The panel urged government to combine a fundamental shift in spending with policies to prevent future governments from running consecutive deficits and accumulating debt.

Spending increases should be tied to growth in household incomes, the panel wrote, and a budget date should be legislated to remove funding uncertainty.

It also recommended the government contract with a reputable independent agency to assess Alberta’s fiscal policies every four years, and make the report public four months before a scheduled election.

“If a plan is developed and implemented to balance the budget over the next four years, challenging decisions will be required, but the future will be bright,” the panel wrote.

“Procrastinating will only worsen the problem, make the choices more difficult, and delay the time when Albertans can reap the benefits of balancing the budget.”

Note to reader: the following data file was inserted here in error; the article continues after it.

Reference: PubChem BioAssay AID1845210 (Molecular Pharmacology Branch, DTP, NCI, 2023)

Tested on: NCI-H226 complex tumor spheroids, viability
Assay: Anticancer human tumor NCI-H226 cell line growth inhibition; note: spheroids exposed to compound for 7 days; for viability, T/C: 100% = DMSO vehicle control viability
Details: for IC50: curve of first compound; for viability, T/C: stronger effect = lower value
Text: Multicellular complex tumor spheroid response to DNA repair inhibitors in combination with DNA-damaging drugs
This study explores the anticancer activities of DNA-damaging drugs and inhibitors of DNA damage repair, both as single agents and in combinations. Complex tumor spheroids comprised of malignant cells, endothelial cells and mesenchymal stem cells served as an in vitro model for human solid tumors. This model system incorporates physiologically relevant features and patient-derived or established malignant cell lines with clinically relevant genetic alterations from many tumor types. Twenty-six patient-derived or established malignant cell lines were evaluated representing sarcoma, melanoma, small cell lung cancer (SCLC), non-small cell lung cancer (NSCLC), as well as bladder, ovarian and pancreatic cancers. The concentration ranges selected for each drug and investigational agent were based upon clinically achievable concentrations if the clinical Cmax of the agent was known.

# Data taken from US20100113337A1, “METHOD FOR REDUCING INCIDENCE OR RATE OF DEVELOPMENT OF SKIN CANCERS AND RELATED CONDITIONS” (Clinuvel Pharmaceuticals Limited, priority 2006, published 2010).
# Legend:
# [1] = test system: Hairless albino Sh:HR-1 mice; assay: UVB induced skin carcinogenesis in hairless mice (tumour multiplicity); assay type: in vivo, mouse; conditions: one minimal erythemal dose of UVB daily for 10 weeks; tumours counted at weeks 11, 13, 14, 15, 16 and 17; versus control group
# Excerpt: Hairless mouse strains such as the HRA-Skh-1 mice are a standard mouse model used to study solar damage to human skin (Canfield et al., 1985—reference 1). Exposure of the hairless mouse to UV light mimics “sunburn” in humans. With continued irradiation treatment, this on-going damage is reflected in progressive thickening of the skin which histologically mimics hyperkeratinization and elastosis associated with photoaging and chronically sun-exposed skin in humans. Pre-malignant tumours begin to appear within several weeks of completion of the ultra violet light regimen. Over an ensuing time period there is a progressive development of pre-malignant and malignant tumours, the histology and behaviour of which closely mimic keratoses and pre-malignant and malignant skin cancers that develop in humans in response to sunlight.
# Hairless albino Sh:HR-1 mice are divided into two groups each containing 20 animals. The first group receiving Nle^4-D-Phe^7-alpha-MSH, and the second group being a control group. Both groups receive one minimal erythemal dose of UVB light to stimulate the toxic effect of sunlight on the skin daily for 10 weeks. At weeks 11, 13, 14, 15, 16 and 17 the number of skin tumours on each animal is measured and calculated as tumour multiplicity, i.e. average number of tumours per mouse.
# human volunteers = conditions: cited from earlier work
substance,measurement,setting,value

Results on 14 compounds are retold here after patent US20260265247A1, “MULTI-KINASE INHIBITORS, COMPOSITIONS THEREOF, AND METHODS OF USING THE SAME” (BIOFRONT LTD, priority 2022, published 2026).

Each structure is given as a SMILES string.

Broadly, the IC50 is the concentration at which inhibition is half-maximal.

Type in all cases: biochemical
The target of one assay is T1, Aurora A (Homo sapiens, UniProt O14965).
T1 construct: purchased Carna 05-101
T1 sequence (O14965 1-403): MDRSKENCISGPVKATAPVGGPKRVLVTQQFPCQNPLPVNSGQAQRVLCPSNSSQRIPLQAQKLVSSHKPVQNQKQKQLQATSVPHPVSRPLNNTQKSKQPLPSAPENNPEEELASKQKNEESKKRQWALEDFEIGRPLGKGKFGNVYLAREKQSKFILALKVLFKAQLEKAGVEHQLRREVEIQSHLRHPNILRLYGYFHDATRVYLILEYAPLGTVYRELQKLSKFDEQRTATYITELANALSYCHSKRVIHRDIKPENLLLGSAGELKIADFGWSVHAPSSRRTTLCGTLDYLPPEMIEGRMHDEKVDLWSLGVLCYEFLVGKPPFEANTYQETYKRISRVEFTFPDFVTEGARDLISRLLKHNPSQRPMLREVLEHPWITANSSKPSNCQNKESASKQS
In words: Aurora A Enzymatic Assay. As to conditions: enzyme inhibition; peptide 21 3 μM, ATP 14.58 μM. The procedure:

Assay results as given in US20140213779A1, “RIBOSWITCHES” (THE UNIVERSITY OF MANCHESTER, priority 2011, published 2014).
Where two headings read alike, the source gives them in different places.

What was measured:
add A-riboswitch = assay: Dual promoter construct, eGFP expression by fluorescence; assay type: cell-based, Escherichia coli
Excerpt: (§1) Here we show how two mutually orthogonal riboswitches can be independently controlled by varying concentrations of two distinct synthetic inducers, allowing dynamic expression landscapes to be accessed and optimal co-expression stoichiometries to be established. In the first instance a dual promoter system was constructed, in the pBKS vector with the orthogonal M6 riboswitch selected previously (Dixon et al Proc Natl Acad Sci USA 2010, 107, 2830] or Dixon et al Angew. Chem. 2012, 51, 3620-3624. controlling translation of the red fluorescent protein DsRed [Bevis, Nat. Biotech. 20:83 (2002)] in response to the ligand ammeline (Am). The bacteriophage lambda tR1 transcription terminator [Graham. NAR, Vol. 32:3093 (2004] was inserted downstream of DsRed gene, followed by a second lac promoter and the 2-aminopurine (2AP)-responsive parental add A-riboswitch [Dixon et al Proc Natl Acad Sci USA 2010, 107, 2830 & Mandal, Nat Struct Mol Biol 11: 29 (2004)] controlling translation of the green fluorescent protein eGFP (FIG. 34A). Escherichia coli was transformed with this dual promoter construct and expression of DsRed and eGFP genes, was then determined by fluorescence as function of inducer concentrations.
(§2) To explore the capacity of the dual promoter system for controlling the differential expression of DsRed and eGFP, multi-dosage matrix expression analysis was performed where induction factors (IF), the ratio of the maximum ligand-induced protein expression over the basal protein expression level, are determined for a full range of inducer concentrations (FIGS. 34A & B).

A spending problem ‘of epic magnitude’

By reviewing current and projected fiscal information and trends, the panel concluded that “Alberta faces a critical financial situation,” which is perhaps worse than that faced by the Klein government in the 1990s.

Mount Royal University political scientist Duane Bratt said most of the MacKinnon recommendations are straight out of that government’s playbook. He’s unsure if Albertans — or the Supreme Court, for that matter, which has made different collective bargaining rulings since then — will accept drastic cuts.

“I think (the government is) banking on that we’re in the same position as we were in 1994,” he said.

“We’re going to see much more antagonism in the legislature and coordination between the NDP and the unions outside the legislature.”

Although revenues weren’t part of the panel’s mandate, it nonetheless delved into Alberta’s ongoing natural resource roller-coaster and successive governments’ tendency to spend more when natural resource prices increase, but not rein it in when oil and gas see sharp declines.

“This report does a great job of laying out the challenge that faces us as Albertans, and that is we are having a spending problem of epic magnitude,” Toews said.

With files from Sammy Hudes

egraney@postmedia.com

twitter.com/EmmaLGraney